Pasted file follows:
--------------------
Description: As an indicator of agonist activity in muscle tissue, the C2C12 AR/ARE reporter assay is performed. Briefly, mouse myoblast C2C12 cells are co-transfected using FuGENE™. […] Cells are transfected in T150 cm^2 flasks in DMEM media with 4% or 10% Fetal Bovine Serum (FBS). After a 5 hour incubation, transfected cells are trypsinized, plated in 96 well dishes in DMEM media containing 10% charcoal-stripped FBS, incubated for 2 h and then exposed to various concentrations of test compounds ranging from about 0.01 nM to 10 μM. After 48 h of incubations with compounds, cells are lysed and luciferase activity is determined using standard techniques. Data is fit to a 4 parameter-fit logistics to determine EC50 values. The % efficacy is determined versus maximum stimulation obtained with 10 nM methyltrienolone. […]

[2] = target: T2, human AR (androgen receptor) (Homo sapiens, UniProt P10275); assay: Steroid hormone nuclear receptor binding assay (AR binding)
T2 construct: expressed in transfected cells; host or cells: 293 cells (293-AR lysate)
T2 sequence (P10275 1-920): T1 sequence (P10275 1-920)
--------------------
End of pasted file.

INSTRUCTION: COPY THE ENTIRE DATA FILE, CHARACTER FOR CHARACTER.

Description: As an indicator of agonist activity in muscle tissue, the C2C12 AR/ARE reporter assay is performed. Briefly, mouse myoblast C2C12 cells are co-transfected using FuGENE™. […] Cells are transfected in T150 cm^2 flasks in DMEM media with 4% or 10% Fetal Bovine Serum (FBS). After a 5 hour incubation, transfected cells are trypsinized, plated in 96 well dishes in DMEM media containing 10% charcoal-stripped FBS, incubated for 2 h and then exposed to various concentrations of test compounds ranging from about 0.01 nM to 10 μM. After 48 h of incubations with compounds, cells are lysed and luciferase activity is determined using standard techniques. Data is fit to a 4 parameter-fit logistics to determine EC50 values. The % efficacy is determined versus maximum stimulation obtained with 10 nM methyltrienolone. […]

[2] = target: T2, human AR (androgen receptor) (Homo sapiens, UniProt P10275); assay: Steroid hormone nuclear receptor binding assay (AR binding)
T2 construct: expressed in transfected cells; host or cells: 293 cells (293-AR lysate)
T2 sequence (P10275 1-920): T1 sequence (P10275 1-920)